AYLESBURY, England (AP) — She is called the most wanted woman in the world, a suspected terrorist charged with plotting to blow up resort hotels in Kenya packed with Christmas tourists, a Westerner who wrote an ode praising Osama bin Laden, a jihadist who has eluded the law even as she has traveled through Africa with four young children in tow.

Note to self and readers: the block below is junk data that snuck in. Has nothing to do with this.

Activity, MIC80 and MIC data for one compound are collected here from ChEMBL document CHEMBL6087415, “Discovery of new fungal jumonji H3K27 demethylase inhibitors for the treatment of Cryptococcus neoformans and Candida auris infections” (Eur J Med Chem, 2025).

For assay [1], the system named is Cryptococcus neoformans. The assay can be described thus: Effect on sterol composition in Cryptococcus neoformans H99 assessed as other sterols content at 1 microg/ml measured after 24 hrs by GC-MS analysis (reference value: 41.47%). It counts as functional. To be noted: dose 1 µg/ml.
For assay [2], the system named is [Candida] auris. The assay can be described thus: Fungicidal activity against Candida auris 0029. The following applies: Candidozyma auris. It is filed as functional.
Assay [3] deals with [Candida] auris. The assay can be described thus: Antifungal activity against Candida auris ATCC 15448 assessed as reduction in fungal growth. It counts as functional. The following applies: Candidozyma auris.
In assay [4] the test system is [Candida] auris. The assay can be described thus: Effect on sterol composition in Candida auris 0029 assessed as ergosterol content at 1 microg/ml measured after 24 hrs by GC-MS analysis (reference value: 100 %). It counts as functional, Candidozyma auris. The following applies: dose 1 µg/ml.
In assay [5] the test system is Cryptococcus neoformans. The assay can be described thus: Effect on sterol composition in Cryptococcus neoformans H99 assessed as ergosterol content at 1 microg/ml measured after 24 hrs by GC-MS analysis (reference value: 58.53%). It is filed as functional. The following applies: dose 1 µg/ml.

Hundreds are expected at Washington's National Cathedral on Thursday to mark the first anniversary of the Newtown school massacre and demand tough gun legislation in the United States. Pop icon Carole King was lined up to perform at the late-afternoon vigil, which organizers hope will pull the media spotlight away from the New England town where 20 first-graders and six educators died. Several Newtown residents, including relatives of the dead, were expected at the vigil spearheaded by the Newtown Foundation, a non-profit group that calls for tougher gun laws. "Make us instruments of your peace, and strengthen our hearts and hands and minds -- not only to care for the victims and survivors of gun violence, but also to bring about the change that will end the violence caused by guns in the hands of the criminal, the sick, and the cruel.”